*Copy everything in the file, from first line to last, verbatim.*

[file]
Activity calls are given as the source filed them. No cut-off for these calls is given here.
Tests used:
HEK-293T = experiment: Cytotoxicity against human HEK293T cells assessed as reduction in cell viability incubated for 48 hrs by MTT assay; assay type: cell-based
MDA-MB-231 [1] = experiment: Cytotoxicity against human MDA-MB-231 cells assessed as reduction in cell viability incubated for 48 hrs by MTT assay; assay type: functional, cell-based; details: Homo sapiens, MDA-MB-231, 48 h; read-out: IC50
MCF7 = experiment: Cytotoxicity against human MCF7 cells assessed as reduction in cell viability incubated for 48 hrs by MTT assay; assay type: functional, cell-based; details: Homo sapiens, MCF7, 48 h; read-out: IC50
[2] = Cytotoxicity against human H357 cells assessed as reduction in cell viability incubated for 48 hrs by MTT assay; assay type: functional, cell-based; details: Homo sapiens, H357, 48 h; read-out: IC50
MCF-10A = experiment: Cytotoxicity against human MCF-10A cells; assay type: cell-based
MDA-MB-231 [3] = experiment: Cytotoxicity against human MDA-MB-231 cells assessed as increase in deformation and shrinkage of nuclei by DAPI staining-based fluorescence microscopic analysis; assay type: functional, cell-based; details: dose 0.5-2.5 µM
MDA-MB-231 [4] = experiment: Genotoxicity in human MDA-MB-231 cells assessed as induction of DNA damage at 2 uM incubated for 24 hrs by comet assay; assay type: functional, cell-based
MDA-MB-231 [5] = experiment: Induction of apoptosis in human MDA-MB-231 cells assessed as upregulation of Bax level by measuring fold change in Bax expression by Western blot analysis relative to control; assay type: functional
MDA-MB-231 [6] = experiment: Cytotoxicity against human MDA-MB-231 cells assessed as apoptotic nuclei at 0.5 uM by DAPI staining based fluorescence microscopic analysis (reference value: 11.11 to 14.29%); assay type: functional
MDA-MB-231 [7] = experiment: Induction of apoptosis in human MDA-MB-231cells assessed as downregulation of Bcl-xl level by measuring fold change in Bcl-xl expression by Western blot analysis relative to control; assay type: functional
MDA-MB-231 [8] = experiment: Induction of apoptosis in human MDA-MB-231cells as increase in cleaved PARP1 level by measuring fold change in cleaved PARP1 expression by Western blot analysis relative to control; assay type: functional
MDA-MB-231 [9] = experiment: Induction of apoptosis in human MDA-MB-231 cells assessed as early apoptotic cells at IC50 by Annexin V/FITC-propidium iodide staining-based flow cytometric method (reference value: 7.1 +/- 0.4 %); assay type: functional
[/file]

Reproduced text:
Activity calls are given as the source filed them. No cut-off for these calls is given here.
Tests used:
HEK-293T = experiment: Cytotoxicity against human HEK293T cells assessed as reduction in cell viability incubated for 48 hrs by MTT assay; assay type: cell-based
MDA-MB-231 [1] = experiment: Cytotoxicity against human MDA-MB-231 cells assessed as reduction in cell viability incubated for 48 hrs by MTT assay; assay type: functional, cell-based; details: Homo sapiens, MDA-MB-231, 48 h; read-out: IC50
MCF7 = experiment: Cytotoxicity against human MCF7 cells assessed as reduction in cell viability incubated for 48 hrs by MTT assay; assay type: functional, cell-based; details: Homo sapiens, MCF7, 48 h; read-out: IC50
[2] = Cytotoxicity against human H357 cells assessed as reduction in cell viability incubated for 48 hrs by MTT assay; assay type: functional, cell-based; details: Homo sapiens, H357, 48 h; read-out: IC50
MCF-10A = experiment: Cytotoxicity against human MCF-10A cells; assay type: cell-based
MDA-MB-231 [3] = experiment: Cytotoxicity against human MDA-MB-231 cells assessed as increase in deformation and shrinkage of nuclei by DAPI staining-based fluorescence microscopic analysis; assay type: functional, cell-based; details: dose 0.5-2.5 µM
MDA-MB-231 [4] = experiment: Genotoxicity in human MDA-MB-231 cells assessed as induction of DNA damage at 2 uM incubated for 24 hrs by comet assay; assay type: functional, cell-based
MDA-MB-231 [5] = experiment: Induction of apoptosis in human MDA-MB-231 cells assessed as upregulation of Bax level by measuring fold change in Bax expression by Western blot analysis relative to control; assay type: functional
MDA-MB-231 [6] = experiment: Cytotoxicity against human MDA-MB-231 cells assessed as apoptotic nuclei at 0.5 uM by DAPI staining based fluorescence microscopic analysis (reference value: 11.11 to 14.29%); assay type: functional
MDA-MB-231 [7] = experiment: Induction of apoptosis in human MDA-MB-231cells assessed as downregulation of Bcl-xl level by measuring fold change in Bcl-xl expression by Western blot analysis relative to control; assay type: functional
MDA-MB-231 [8] = experiment: Induction of apoptosis in human MDA-MB-231cells as increase in cleaved PARP1 level by measuring fold change in cleaved PARP1 expression by Western blot analysis relative to control; assay type: functional
MDA-MB-231 [9] = experiment: Induction of apoptosis in human MDA-MB-231 cells assessed as early apoptotic cells at IC50 by Annexin V/FITC-propidium iodide staining-based flow cytometric method (reference value: 7.1 +/- 0.4 %); assay type: functional